Recently, I was trading stories with a friend of mine. In the middle of my story, I was revealing some of the prior behaviors that didn’t make me particularly proud, but an essential part of the story nonetheless. After the story was over, I said, “That was who I used to be.” I even resorted to the third person, “That was the old Dominic.”

Later that day, I was replaying the conversation in my head. (It’s a hobby of mine on a five-hour plane ride.) Why was I referring to myself in the third person? I have never been a big fan of hearing it, so why was I using it? The truth is, I don’t think I’m giving myself enough credit for the positive changes I’ve made in my life. After all, who is responsible for my changes and choices?

Many of those poor decisions from my past are valuable experiences that I still refer to. Some are tales of caution while some serve as an initial catalyst towards positive change. It is OK to use those experiences for that purpose as long as I rewrite the story to a positive outcome in order for it to become sustainable.

I feel more in control and powerful when I own all my decisions. I am always at choice. I made those decisions, and what’s done is done. I have treated people unfairly, judged them for their decisions, defaulted to a pessimistic and negative attitude, bragged, exaggerated, gossiped and pretended to be someone I wasn’t for fear of embarrassment. I have also judged other people for all those same behaviors. Now, I realize that I cannot accept 100% of other people if I don’t accept 100% of myself first.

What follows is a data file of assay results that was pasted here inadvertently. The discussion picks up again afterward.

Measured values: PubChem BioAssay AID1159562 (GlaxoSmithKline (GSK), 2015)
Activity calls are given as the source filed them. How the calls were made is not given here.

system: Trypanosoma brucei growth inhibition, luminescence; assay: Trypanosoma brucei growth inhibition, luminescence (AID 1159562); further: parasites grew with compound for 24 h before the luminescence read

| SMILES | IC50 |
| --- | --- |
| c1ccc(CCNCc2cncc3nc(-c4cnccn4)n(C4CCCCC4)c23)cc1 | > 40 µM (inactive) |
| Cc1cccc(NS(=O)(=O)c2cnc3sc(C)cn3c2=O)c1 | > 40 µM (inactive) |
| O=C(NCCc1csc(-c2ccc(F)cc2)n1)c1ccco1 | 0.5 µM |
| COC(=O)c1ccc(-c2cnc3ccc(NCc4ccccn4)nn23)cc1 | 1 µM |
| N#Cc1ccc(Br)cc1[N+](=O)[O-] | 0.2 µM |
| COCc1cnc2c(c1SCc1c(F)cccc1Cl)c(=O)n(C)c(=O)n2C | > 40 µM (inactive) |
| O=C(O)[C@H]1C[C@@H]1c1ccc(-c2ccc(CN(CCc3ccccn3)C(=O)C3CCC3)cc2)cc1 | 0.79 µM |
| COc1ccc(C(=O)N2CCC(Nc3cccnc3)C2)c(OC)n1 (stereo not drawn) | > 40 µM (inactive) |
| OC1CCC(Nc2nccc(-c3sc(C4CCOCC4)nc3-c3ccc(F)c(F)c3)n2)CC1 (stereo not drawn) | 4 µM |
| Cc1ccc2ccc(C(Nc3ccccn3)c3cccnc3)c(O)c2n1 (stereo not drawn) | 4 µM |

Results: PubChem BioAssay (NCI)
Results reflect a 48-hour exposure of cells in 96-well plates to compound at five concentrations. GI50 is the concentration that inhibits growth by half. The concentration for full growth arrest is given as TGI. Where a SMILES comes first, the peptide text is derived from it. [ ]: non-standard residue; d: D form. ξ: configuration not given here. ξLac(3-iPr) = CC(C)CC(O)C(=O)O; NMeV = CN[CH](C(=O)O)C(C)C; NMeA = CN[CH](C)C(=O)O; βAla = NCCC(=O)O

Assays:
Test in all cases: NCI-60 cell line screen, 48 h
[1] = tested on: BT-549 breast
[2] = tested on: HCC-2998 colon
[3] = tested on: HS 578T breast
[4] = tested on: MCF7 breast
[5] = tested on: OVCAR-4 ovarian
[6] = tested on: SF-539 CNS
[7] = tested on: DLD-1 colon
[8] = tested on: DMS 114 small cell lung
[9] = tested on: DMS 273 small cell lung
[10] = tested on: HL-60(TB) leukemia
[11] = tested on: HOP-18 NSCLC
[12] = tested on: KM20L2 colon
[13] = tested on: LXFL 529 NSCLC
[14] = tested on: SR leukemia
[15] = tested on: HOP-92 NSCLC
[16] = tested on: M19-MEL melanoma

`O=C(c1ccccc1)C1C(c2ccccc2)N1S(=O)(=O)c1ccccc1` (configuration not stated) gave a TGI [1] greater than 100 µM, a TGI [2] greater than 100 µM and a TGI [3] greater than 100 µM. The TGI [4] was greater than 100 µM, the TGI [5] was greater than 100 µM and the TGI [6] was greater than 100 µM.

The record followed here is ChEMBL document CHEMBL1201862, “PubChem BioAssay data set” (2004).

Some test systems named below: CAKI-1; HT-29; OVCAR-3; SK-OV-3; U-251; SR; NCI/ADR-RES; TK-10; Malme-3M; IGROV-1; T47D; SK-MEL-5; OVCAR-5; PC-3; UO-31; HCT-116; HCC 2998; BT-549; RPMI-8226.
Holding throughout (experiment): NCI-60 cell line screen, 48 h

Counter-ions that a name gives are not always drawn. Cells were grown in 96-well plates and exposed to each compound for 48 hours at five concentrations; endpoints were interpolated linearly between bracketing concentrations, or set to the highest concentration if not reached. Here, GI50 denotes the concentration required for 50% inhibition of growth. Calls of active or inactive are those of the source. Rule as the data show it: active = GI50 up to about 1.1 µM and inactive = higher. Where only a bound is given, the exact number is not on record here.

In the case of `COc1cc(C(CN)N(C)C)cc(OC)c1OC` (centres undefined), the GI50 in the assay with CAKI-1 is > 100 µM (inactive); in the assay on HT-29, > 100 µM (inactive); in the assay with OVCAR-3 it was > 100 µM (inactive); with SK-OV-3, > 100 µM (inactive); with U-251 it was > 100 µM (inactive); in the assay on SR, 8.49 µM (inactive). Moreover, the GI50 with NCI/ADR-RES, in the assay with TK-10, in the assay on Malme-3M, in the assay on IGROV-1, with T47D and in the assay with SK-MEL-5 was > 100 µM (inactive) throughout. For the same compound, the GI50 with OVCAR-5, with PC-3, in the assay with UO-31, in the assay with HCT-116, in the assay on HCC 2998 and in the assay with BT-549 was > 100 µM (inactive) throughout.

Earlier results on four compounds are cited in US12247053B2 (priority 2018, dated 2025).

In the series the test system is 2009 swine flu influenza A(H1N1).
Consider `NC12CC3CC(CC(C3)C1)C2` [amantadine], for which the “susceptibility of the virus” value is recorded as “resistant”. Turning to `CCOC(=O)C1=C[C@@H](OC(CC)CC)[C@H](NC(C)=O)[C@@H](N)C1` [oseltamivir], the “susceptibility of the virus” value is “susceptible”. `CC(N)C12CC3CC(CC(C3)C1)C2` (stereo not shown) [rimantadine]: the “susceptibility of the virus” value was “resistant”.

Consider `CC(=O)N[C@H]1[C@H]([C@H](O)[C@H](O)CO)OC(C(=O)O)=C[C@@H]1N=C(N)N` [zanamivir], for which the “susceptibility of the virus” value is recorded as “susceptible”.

The Webster’s Dictionary definition of empathy is: “The action of understanding, being aware, of being sensitive to, and vicariously experiencing the feeling and thoughts of another of either the past or the present without having the feeling fully communicated in an objectively explicit manner.” How do I feel empathy unless I accept all my prior choices? Leadership, empathy, and understanding all require practice, and I am just getting started.

It’s not fair for me to accept only the traits of someone else that I like, and simultaneously, judge them for the traits that I don’t like. Everyone is as complex as I am, and we are all imperfect. The people in my life are not responsible for not living up to the false expectation I manufactured based on only my good choices. Acceptance of my complete self is the first step to accepting everyone around me in their complete forms.

I am responsible for the validity of the stories in my library that I use as resources. I will continue to clean out my library by accepting my past and rewriting those stories.

Choose Joy! #justgettingstarted. ~Dominic Oaxaca